The nice thing is, on modern computers, you rarely have to settle with just one.  Picking which one to use is simple.  If you can, always use HDMI.  VGA is a great backup to have if you have an old monitor, or think you might need to use one sometime in the future.  DVI isn’t something to look for.  If your computer comes with it, you can have it as a backup, but it shouldn’t be a deciding factor.

Picking a solid state drive

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Solid State Drive

It’s time to talk about solid state drives, or SSD’s. This is one of the more expensive components, and one you aren’t likely to find when buying a new computer. Regardless, it’s definitely something you should know about, and an upgrade that results in a huge performance improvement. If you don’t want to read the whole post, know this: NEVER buy a SSD that uses asynchronous NAND (more info below).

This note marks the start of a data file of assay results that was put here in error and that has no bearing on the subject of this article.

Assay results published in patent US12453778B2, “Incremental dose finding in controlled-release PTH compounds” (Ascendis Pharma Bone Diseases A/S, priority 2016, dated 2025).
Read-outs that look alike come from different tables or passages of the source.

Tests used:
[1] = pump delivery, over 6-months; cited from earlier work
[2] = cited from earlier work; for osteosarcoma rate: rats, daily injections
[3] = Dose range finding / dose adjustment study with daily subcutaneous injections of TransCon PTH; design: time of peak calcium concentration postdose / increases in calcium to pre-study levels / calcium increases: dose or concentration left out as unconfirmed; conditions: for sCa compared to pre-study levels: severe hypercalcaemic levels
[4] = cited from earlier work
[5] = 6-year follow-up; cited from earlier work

Because SSD’s have no moving parts and use flash memory, they are lightning fast compared to a hard drive. They are also far less likely to take damage if you drop your computer, a great benefit for laptops.

Solid state drives have a downside: compared to your average HDD, they are VERY expensive. While a 500GB hard drive will cost you less than $60, a 500GB solid state drive costs up to $200. On desktop computers, there is a compromise. You can put your OS (Windows, Linux, or OS X) on a small SSD, along with your most frequently used programs, and keep all your documents and normal programs on the HDD that your computer came with.  Amazon has several quality drives available at relatively low costs.